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1. The Internet-Standard Management Framework

For a detailed overview of the documents that describe the current Internet-Standard Management Framework, please refer to section 7 of RFC 3410 [RFC3410]. Managed objects are accessed via a virtual information store, termed the Management Information Base or MIB. MIB objects are generally accessed through the Simple Network Management Protocol (SNMP). Objects in the MIB are defined using the mechanisms defined in the Structure of Management Information (SMI). This memo specifies a MIB module that is compliant to the SMIv2, which is described in STD 58, RFC 2578 [RFC2578], STD 58, RFC 2579 [RFC2579] and STD 58, RFC 2580 [RFC2580].

2. Glossary

The terms in this document are derived either from normal cable system usage, or from the documents associated with the Data-Over- Cable Service Interface Specification (DOCSIS) process.

2.1. CATV

Originally "Community Antenna Television", now used to refer to any cable or hybrid fiber and cable system used to deliver video signals to a community.

2.2. CM or Cable Modem

A CM acts as a "slave" station in a DOCSIS-compliant cable data system.

2.3. CMTS or Cable Modem Termination System

A generic term covering a cable bridge or cable router in a head-end. A CMTS acts as the master station in a DOCSIS-compliant cable data system. It is the only station that transmits downstream, and it controls the scheduling of upstream transmissions by its associated CMs.

2.4. DOCSIS or Data-Over-Cable Service Interface Specification

A term referring to the ITU-T Recommendation J.112 [ITU-T_J.112], Annex B, standard for cable modem systems. [RFI1.0] [RFI1.1] [RFI2.0]
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2.5. Downstream

The direction from the head-end towards the subscriber.

2.6. Head-End

The origination point in most cable systems of the subscriber video signals. Generally, also the location of the CMTS equipment.

2.7. Media Access Control (MAC) Packet

A DOCSIS Packet Data Unit.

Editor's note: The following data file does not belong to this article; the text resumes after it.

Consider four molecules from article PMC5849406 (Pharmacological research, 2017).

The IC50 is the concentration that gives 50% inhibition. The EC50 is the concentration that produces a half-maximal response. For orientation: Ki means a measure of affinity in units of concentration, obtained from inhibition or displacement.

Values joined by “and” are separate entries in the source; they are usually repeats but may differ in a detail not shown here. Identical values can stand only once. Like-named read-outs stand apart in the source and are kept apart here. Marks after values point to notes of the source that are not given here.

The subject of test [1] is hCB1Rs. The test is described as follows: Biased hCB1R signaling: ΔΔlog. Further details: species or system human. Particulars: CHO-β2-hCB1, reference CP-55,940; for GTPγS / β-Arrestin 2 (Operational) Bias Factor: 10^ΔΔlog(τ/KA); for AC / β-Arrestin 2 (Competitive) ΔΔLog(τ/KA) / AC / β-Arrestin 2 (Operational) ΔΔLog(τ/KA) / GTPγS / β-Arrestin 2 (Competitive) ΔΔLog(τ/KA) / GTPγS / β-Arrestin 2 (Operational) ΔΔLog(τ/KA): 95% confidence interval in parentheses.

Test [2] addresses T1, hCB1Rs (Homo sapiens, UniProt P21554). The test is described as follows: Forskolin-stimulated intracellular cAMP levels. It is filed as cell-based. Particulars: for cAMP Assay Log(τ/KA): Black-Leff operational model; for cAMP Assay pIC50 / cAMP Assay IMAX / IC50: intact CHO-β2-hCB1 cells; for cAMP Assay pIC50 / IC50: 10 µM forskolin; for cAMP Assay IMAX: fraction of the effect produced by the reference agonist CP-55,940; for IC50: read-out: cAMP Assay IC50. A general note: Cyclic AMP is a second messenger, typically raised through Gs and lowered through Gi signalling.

2.8. RF

Radio Frequency.

2.9. Simple Network Management Protocol (SNMP)

Protocol used for network access to Management Information Base (MIB) objects. The three most commonly used versions are Version 1 (SNMPv1), Version 2 (SNMPv2c), and Version 3 (SNMPv3).

2.10. Upstream

The direction from the subscriber towards the head-end.

3. Introduction

This MIB module provides a set of objects required for the management of DOCSIS-compliant Cable Modems (CM) and Cable Modem Termination Systems (CMTS). The specification is derived from the DOCSIS Radio Frequency Interface specification [RFI1.0]. Please note that the DOCSIS 1.0 standard only required that Cable Modems implement SNMPv1 and to process Internet Protocol Version 4 (IPv4) customer traffic. Design choices in the original version of this MIB module reflected those requirements. DOCSIS 1.1 [RFI1.1] and DOCSIS 2.0 [RFI2.0] require support for SNMPv3, as well as for SNMPv1 and SNMPv2c, and the changes in this MIB module over the previous proposed standard version reflect those additional requirements. Future versions of DOCSIS, starting with DOCSIS 3.0 [MULPI3.0], are expected to require support for the Internet Protocol Version 6 (IPv6) as both a Customer Premise Equipment (CPE) protocol and one supported by the network elements of the DOCSIS CMTS/CM system.
Top   ToC   RFC4639 - Page 5
   The key words "MUST", "MUST NOT", "REQUIRED", "SHALL", "SHALL NOT",